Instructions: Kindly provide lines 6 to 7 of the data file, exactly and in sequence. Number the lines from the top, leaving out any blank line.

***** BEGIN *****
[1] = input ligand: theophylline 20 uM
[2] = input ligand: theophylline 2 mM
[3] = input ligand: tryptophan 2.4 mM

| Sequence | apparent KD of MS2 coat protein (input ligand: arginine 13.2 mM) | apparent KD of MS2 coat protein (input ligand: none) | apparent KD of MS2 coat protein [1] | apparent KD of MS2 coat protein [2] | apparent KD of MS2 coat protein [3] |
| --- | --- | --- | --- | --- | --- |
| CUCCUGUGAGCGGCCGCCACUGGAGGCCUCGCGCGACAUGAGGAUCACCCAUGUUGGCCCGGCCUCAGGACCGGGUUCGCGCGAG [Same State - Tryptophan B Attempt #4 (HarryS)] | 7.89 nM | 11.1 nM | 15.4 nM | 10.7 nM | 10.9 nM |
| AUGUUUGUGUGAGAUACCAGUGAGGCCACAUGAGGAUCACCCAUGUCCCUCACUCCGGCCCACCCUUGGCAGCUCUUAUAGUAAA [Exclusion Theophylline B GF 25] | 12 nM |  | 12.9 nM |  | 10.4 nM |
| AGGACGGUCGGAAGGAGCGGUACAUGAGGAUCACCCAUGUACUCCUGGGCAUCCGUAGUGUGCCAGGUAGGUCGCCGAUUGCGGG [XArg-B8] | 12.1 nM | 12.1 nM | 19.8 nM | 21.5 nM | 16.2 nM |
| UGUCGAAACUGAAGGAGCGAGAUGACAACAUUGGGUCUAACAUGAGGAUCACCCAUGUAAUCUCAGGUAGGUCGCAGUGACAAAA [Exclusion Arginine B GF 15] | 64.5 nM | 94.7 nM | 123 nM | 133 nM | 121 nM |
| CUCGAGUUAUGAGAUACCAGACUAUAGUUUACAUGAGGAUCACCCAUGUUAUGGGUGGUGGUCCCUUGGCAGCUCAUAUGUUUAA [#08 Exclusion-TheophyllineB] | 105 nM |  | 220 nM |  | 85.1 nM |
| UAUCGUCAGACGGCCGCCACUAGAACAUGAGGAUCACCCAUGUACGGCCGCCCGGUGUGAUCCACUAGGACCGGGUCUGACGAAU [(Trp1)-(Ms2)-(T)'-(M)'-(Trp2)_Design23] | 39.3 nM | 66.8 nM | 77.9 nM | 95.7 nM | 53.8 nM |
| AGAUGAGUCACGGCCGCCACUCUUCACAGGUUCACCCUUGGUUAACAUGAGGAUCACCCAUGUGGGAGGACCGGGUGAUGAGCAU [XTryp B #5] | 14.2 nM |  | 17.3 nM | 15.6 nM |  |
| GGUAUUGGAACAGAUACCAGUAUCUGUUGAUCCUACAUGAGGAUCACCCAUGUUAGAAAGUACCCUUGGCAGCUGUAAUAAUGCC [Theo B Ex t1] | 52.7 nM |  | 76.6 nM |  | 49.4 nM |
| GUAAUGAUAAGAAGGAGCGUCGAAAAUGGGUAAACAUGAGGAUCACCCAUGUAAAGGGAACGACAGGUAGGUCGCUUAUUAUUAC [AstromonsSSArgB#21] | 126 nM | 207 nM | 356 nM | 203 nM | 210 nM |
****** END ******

| CUCCUGUGAGCGGCCGCCACUGGAGGCCUCGCGCGACAUGAGGAUCACCCAUGUUGGCCCGGCCUCAGGACCGGGUUCGCGCGAG [Same State - Tryptophan B Attempt #4 (HarryS)] | 7.89 nM | 11.1 nM | 15.4 nM | 10.7 nM | 10.9 nM |
| AUGUUUGUGUGAGAUACCAGUGAGGCCACAUGAGGAUCACCCAUGUCCCUCACUCCGGCCCACCCUUGGCAGCUCUUAUAGUAAA [Exclusion Theophylline B GF 25] | 12 nM |  | 12.9 nM |  | 10.4 nM |